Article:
CLEVELAND--(BUSINESS WIRE)--The CBIZ Small Business Employment Index (SBEI), a barometer for hiring trends that surveys labor data from approximately 4,000 companies employing 300 or fewer people, posted a 0.32 percent month-over-month decrease in hiring in April, a large decline from the previous reading of 1.66 percent increase in March.
“Although the drop in small business hiring was almost negligible, April has typically been the first month that we start to see seasonal pickup for the spring and summer,” says Philip Noftsinger, president of CBIZ Employee Services Organization. “This is a result we’ll watch closely, especially as the continual delay in securing fiscal policy change may be causing a slowdown in hiring.”
ADP and Moody’s Analytics’ report was less surprising, showing additions of 177,000 jobs in April, slightly exceeding economists’ expectations of 175,000.
To view an infographic with data from the employment index, visit the CBIZ blog.1
Additional takeaways from the April SBEI include:
- April’s snapshot: Compared to the March reading of the SBEI, 22 percent of companies in the Index increased their employee counts, 52 percent made no change to staff totals and 26 percent cut headcounts. This is the first negative reading for the April period since the SBEI’s inception, which prior to this year has posted an average increase in month-over-month hiring of 1.03 percent.
- Industries at a glance: Although the industry sectors were evenly split between growth and decline, it seems several industries drove the overall result negative. Those industries that showed measurable declines were Real Estate, Utilities, Finance and Insurance, Forestry and Fishing, Hunting, Transportation, Healthcare and Educational Services. Industries that posted positive results were the Arts and Entertainment as well as Retail Trade and Non Profits.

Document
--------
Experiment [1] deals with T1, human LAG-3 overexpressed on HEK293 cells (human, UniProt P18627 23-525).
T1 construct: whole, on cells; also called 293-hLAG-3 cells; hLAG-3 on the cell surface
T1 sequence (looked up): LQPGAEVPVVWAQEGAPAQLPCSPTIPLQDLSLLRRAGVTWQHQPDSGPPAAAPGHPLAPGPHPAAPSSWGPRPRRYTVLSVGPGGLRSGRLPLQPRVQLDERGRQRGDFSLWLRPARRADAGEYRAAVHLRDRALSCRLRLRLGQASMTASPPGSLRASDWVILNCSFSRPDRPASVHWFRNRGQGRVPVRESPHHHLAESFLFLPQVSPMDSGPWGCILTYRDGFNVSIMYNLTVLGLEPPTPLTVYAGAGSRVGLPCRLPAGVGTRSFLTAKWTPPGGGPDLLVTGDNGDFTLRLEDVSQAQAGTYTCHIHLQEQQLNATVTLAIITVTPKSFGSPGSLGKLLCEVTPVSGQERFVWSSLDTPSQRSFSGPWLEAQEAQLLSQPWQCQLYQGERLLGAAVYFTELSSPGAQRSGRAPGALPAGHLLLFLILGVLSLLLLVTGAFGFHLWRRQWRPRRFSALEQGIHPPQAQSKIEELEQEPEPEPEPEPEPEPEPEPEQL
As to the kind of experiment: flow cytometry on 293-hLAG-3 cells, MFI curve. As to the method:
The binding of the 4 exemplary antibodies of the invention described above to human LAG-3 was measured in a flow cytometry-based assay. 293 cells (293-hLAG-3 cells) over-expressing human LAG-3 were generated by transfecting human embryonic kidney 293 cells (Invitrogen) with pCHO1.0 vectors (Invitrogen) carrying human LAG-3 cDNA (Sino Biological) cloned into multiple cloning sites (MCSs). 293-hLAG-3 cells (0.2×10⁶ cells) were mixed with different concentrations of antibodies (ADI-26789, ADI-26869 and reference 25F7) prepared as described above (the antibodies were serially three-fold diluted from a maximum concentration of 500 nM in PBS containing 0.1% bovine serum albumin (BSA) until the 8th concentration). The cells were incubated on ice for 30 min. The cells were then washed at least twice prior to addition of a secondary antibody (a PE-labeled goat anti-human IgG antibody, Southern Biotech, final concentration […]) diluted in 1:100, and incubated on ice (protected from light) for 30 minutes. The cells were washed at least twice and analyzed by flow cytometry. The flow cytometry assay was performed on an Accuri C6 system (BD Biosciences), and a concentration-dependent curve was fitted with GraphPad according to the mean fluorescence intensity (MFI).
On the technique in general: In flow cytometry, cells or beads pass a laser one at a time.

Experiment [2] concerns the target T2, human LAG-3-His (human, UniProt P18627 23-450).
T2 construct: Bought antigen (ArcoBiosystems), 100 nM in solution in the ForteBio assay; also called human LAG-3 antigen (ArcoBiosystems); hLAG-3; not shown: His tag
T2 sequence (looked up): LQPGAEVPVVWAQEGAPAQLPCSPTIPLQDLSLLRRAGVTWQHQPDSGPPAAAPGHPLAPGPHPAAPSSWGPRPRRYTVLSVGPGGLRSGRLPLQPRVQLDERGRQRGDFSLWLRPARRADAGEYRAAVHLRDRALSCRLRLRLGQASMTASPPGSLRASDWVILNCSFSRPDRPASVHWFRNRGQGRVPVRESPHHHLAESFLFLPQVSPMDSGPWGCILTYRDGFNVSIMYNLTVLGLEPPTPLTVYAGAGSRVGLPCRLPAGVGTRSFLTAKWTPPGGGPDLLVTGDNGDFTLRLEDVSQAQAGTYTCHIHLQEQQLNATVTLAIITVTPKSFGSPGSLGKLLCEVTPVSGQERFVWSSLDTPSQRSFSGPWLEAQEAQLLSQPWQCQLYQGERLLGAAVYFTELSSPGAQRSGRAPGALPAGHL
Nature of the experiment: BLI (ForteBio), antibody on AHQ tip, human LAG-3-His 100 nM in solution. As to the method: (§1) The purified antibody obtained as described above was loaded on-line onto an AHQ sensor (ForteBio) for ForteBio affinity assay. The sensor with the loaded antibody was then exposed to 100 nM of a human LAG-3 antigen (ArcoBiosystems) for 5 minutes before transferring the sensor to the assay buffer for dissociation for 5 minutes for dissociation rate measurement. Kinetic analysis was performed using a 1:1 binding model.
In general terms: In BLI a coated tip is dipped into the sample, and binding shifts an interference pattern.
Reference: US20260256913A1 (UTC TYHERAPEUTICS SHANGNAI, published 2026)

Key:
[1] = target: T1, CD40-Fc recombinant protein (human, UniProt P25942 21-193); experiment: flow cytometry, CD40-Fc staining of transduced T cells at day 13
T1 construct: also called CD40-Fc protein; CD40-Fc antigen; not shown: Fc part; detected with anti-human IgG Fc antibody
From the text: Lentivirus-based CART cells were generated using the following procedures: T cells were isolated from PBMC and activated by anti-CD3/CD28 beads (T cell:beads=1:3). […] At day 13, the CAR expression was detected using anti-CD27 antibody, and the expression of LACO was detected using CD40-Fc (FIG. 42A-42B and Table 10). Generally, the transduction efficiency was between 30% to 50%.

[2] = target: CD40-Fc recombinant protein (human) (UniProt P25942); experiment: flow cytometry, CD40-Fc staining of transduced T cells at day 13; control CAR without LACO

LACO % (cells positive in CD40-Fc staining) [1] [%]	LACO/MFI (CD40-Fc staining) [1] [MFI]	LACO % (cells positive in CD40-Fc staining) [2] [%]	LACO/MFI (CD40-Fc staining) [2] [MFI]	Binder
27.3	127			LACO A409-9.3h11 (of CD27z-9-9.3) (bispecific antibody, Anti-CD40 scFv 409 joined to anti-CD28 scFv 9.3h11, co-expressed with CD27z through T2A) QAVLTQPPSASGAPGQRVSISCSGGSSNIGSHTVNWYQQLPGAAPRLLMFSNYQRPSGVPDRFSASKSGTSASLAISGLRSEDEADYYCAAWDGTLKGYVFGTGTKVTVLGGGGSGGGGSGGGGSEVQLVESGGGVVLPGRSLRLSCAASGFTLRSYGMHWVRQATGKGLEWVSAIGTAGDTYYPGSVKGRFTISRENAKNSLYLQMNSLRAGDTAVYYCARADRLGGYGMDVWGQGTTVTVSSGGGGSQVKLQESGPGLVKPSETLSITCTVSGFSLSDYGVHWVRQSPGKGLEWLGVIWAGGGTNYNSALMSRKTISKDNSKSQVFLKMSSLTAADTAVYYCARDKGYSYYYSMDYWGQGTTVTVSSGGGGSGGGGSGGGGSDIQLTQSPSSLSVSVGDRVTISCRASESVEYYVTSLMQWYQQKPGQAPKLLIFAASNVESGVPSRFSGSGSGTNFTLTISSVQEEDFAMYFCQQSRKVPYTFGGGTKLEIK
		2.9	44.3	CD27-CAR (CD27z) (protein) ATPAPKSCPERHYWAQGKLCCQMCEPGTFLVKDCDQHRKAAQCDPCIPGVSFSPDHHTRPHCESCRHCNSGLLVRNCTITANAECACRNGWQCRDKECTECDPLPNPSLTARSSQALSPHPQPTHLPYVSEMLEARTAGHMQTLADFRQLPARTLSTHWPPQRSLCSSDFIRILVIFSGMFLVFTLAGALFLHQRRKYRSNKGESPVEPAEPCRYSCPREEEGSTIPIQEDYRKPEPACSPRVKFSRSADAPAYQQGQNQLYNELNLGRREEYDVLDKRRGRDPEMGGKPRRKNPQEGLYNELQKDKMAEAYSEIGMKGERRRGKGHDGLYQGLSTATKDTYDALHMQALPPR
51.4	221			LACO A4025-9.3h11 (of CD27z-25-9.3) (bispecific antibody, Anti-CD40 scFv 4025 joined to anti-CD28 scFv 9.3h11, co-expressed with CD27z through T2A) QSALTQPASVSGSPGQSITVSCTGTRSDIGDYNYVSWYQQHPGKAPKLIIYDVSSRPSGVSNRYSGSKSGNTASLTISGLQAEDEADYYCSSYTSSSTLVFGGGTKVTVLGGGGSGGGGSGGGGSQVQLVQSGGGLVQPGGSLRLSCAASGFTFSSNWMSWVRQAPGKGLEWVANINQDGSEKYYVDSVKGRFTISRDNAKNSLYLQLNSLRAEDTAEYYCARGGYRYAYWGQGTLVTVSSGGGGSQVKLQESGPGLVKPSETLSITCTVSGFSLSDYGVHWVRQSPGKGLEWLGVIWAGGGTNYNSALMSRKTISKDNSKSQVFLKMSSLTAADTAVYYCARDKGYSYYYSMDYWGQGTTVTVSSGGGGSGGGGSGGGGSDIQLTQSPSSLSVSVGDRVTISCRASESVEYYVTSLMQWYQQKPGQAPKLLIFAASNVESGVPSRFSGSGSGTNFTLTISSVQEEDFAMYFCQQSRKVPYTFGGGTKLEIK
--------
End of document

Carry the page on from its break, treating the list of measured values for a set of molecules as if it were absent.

- Geographical Hiring: Regionally, the North East grew by 0.87 percent. However, the Central region, the Southeast and the West all declined mildly, reporting a 0.52 percent, 0.41 percent and 0.28 percent decline, respectively.
- What’s next? The hype surrounding earnings season so far doesn’t necessarily mean good things are ahead for the U.S. economy, considering many of these companies have heavy overseas operations. Evidence of this was the slower than expected Q1 GDP growth of 0.7 percent. Although none of these data points are dark clouds yet, they may be the breeze ahead of stronger headwinds. And, if tax reform can be achieved in a timely manner, then the skies ahead for domestic businesses could clear up.
CBIZ Payroll Services manages payroll services for more than 4,000 businesses. Its index reflects a broad array of industries and geographies corresponding to the markets across the U.S., where CBIZ provides human capital services. The data represented by the SBEI is derived from a segment of employers not completely accounted for by the ADP and Federal BLS employment reports.
(1) The SBEI Illustration is licensed under a Creative Commons Attribution-NoDerivs 3.0 Unported License. Based on our work at http://www.cbiz.com/insights-resources/blog.
About CBIZ, Inc.
CBIZ, Inc. provides professional business services that help clients better manage their finances and employees. CBIZ provides its clients with financial services including accounting, tax, financial advisory, government health care consulting, risk advisory, real estate consulting, and valuation services. Employee services include employee benefits consulting, property and casualty insurance, retirement plan consulting, payroll, life insurance, HR consulting, and executive recruitment. As one of the largest accounting, insurance brokerage and valuation companies in the United States, the Company’s services are provided through more than 100 Company offices in 33 states. CBIZ Employee Services Organization is a division of CBIZ Benefits & Insurance Services, Inc.